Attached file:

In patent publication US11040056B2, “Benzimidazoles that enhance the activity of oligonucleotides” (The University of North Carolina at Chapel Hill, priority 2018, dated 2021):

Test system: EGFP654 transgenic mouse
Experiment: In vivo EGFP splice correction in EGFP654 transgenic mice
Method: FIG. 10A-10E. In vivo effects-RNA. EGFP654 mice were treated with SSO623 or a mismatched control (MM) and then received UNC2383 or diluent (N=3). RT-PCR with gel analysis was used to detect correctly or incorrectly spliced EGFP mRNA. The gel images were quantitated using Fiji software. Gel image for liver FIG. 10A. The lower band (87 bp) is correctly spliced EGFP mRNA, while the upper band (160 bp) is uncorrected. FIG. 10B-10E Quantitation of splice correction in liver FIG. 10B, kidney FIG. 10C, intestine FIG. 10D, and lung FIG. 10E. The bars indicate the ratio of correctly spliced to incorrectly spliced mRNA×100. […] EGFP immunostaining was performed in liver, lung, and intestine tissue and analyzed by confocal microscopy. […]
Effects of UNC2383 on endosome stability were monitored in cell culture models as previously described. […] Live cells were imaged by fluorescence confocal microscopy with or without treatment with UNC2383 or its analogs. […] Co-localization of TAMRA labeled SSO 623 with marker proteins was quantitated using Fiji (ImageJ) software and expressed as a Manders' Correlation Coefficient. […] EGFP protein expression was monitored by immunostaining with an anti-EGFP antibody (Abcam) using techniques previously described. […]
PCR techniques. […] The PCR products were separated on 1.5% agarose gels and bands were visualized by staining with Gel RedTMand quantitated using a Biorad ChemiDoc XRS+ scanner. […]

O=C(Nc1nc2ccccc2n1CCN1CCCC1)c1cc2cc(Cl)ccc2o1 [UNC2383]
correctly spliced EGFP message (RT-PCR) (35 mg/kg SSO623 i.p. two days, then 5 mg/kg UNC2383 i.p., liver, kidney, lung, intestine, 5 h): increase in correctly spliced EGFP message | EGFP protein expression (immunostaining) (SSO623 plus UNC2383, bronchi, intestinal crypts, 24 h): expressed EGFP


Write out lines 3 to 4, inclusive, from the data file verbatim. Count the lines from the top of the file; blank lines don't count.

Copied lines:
Experiment: In vivo EGFP splice correction in EGFP654 transgenic mice
Method: FIG. 10A-10E. In vivo effects-RNA. EGFP654 mice were treated with SSO623 or a mismatched control (MM) and then received UNC2383 or diluent (N=3). RT-PCR with gel analysis was used to detect correctly or incorrectly spliced EGFP mRNA. The gel images were quantitated using Fiji software. Gel image for liver FIG. 10A. The lower band (87 bp) is correctly spliced EGFP mRNA, while the upper band (160 bp) is uncorrected. FIG. 10B-10E Quantitation of splice correction in liver FIG. 10B, kidney FIG. 10C, intestine FIG. 10D, and lung FIG. 10E. The bars indicate the ratio of correctly spliced to incorrectly spliced mRNA×100. […] EGFP immunostaining was performed in liver, lung, and intestine tissue and analyzed by confocal microscopy. […]